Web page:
The Brown Bunny (2003)
Dolby Digital Trailer
|Year Of Production||2003|
|RSDL / Flipper||Dual Layered||Cast & Crew|
|Start Up||Ads Then Menu|
|Region Coding||2,4,5||Directed By||Vincent Gallo|
Sony Pictures Home Entertain
Jackson C. Frank
|Pan & Scan/Full Frame||None||English Dolby Digital 5.0 (448Kb/s)|
|Widescreen Aspect Ratio||1.66:1|
|Video Format||576i (PAL)|
|Original Aspect Ratio||1.66:1||Miscellaneous|
|Annoying Product Placement||No|
|Action In or After Credits||No|
††† Sometimes negative publicity can bring a small and obscure film into the limelight. This was certainly the case with Vincent Gallo's second feature, The Brown Bunny.
††† After the†critical success of his first feature Buffalo '66, the initial reaction to this second feature was disappointing, both critically and commercially. When well-known film critic Roger Ebert viewed the film at Cannes in 2003, he made the bold statement that this film was the worst film in the history of the Cannes Film Festival. Gallo took great offence to this comment and publicly ridiculed Ebert, which only served to fuel the†debate with priceless publicity. Unfortunately, this publicity did not flow across to the box office, where The Brown Bunny faired poorly.
††† The harsh criticism from Cannes caused Gallo to re-edit the film, cutting†nearly thirty minutes from its original running time. Ironically, this even pleased Ebert, who gave the film a more positive review on its official cinema release. He claimed the film had been greatly improved by the re-edit.
††† This low-budget†film borders on experimental at times, with†Gallo's use of unconventional techniques in composition and filming, together with the minimal use of dialogue. These aspects†of the film are†likely to irritate as many as they will please.
††† Another point of interest†was the important scene late in the film, which depicts a real act of oral sex. While this scene was filmed with some discretion,†it could also be argued that†it's inclusion in the film was purely publicity†driven and guaranteed†the film†much discussion and controversy.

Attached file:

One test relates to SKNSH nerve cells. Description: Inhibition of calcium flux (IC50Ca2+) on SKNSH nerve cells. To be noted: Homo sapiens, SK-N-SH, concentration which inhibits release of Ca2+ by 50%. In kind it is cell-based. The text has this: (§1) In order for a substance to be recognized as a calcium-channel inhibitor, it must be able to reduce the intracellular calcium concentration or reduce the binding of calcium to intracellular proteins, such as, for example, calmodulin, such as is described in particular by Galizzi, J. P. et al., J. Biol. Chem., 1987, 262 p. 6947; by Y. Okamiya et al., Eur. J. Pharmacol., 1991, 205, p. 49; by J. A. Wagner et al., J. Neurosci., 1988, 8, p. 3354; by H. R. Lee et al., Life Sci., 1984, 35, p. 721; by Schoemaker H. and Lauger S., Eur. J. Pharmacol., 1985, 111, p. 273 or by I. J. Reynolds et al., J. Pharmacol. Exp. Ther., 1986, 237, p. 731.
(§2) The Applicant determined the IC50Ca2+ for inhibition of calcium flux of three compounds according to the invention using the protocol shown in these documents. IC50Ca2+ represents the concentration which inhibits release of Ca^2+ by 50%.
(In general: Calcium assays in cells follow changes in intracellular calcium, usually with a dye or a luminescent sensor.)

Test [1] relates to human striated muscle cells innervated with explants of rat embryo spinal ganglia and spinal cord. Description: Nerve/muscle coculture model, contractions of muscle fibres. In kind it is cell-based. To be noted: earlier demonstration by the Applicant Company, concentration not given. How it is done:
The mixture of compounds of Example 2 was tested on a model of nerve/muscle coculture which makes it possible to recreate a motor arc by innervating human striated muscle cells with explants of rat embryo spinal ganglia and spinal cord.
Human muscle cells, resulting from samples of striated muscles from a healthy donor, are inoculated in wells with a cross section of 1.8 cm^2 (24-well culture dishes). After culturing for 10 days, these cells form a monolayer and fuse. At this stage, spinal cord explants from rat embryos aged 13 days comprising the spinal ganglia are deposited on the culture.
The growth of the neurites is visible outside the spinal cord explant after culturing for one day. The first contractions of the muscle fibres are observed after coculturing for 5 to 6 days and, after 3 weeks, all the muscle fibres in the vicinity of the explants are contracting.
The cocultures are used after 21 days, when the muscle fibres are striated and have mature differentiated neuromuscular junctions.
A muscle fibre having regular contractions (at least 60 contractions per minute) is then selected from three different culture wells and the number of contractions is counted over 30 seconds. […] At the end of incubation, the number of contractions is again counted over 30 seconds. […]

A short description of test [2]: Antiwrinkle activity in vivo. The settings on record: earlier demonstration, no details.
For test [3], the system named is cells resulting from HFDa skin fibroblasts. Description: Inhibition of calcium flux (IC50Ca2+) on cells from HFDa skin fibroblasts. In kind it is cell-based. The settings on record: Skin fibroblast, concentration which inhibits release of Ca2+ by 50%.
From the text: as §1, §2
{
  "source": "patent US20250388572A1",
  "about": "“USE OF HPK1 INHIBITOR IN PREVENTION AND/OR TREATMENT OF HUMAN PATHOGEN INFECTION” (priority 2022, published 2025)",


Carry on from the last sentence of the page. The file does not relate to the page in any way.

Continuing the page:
†††After finishing a disappointing second Bud Clay (Vincent Gallo) loads his motorcycle into the back of his van. He begins the long and lonely journey to Los Angeles for the next race on the fixture.
††† Along the way Bud has brief encounters with three women, all of whom have names that relate to flowers. Bud seeks out companionship with these women, but shies away from any serious or intimate connection. Violet (Anna Vareschi), Lilly (Cheryl Tiegs) and Rose (Elizabeth Blake) all become short-lived substitutes for Bud's one true love, Daisy - another flower name (ChloŽ Sevigny).
††† It becomes obvious that Bud is tormented by a past relationship with Daisy. He even stops in to visit†her elderly parents along the way and discovers their memories of the past are rapidly fading.
††† Bud's desperation to locate Daisy is rewarded when she appears in his Los Angeles motel room. This scene is pivotal to the impact of the film for more reasons than the fellatio scene,†revealing an unexpected and ultimately moving conclusion.
††††I believe the video transfer for The Brown Bunny is quite faithful to the source.
††† The transfer is presented in†the film's†original aspect ratio of 1.66:1 and is 16x9 enhanced.
††† It is very difficult to†make general†comments on this transfer because every scene exhibits different characteristics. However, these are†certainly inherent in the source material and not a reflection†on the transfer. Some of the scenes in The Brown Bunny look superb, with amazing sharpness and clarity. Compare these to other scenes, which display considerable amounts of film grain and noise, such as†night scenes at 11:57 and 45:14.
††† The film's small budget plus Vincent Gallo's experimental style of filming contribute to its overall look. This is in no way a criticism; I think an excellent level of reality is achieved using this method. The Brown Bunny instantly reminded me of the gritty†dramas Paul Morrissey made for Andy Warhol's factory in the early seventies. Accordingly, blacks also varied in intensity and depth. Shadows were generally quite good and displayed a consistent high level of detail.